Consider how long multicellularity took to emerge after the first cells first appeared on earth: 2.5 billion years. Now consider that vertebrates with a true brain have existed for only one-fifth of that time and yet, here we are. Clearly, the jump from one cell to many cells was more improbable than the jump from no brain at all to the publication of string theory. Human beings have been on a unique evolutionary path, distinct from other extant animals, for a mere 7 millions years. That seems to have been plenty of time for hominids such as Barbara McClintock and Neil de Grasse Tyson to evolve from otherwise run-of-the-mill primates. Quoting Robert Wright, Miller implores the likes of Gould and Gee to “have some patience.”
The Human Instinct opens with a concise but erudite defense of evolution, that is, the scientific claim that Homo sapiens evolved from ape ancestors over the last few million years. Miller has no doubt honed his airtight arguments through years of sparring with creationists since the Dover, PA “intelligent design trial,” at which he was a key witness. In the final chapters, however, Miller courageously takes on the subject of free will and determinism. Understandably, Miller’s writing posture is a defensive one in these sections, as he is fully aware that the notion of free will is currently facing considerable headwinds among scientists. Nevertheless, Miller argues that the claim that our universe and the common human experience is fully deterministic undermines the scientific process itself and implies that all the great strides we’ve made to examine, probe, and describe our universe were pre-destined, as was the rejection of scientific evidence by too many. Like Stephen Hawking before him, Miller finds this conclusion not only incongruous but self-defeating.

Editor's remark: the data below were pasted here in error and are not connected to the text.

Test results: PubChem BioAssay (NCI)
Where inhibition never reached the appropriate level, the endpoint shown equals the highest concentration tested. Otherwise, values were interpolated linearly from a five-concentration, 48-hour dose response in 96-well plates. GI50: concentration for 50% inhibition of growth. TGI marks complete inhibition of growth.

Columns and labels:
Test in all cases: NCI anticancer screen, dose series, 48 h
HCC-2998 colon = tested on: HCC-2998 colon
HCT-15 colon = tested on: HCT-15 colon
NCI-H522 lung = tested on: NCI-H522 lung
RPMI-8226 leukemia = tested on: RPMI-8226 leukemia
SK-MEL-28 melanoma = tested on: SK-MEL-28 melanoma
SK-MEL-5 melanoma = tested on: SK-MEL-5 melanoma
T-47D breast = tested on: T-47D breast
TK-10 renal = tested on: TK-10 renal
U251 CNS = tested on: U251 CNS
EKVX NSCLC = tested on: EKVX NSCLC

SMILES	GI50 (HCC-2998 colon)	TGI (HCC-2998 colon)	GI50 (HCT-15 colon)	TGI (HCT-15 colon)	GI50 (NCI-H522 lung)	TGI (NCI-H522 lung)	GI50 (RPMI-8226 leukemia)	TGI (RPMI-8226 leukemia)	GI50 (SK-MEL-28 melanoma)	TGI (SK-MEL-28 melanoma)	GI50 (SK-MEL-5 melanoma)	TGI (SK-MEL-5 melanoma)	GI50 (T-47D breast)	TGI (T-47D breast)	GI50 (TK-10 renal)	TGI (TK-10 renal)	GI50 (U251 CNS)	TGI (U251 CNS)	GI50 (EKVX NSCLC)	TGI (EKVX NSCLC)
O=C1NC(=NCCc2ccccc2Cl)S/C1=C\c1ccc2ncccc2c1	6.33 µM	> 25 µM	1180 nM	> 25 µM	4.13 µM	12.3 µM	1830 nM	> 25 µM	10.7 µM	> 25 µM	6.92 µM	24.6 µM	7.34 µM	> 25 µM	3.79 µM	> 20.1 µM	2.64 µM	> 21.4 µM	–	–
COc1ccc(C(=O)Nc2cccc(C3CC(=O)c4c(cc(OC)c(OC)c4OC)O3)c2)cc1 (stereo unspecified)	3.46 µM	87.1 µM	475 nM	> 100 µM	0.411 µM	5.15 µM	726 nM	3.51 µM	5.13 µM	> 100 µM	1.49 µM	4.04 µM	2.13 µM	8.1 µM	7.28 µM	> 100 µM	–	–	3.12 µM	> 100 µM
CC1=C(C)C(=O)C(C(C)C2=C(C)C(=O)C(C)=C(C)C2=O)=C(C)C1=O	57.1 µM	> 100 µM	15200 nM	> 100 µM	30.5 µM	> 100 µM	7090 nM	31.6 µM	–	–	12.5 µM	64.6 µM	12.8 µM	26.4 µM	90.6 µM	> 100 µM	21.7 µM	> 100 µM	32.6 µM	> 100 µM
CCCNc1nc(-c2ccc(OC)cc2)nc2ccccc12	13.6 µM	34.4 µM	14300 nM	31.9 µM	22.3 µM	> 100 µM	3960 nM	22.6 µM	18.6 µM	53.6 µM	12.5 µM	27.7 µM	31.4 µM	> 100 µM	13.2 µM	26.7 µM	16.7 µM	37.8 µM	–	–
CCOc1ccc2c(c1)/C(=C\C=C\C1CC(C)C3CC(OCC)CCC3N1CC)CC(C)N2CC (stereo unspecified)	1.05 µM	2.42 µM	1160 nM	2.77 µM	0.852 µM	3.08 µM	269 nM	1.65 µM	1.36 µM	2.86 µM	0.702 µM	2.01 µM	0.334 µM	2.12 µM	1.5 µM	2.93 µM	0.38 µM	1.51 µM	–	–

One important lesson taught equally by The Equations of Life and The Human Instinct is that when you have billions of years and trillions of trials, fantastically unlikely events become not just possible, but inevitable. For so long, popular science writing has underscored the assumption that life is ultimately improbable and that human beings are the most unlikely creatures of all. Maybe not. Though they would seem to hail from separate magsiteria, as it were, both of these books come to the rather surprising conclusion that life and humanity, as we know them, may not be so implausible after all. Many of the strange quirks of our world really aren’t so strange.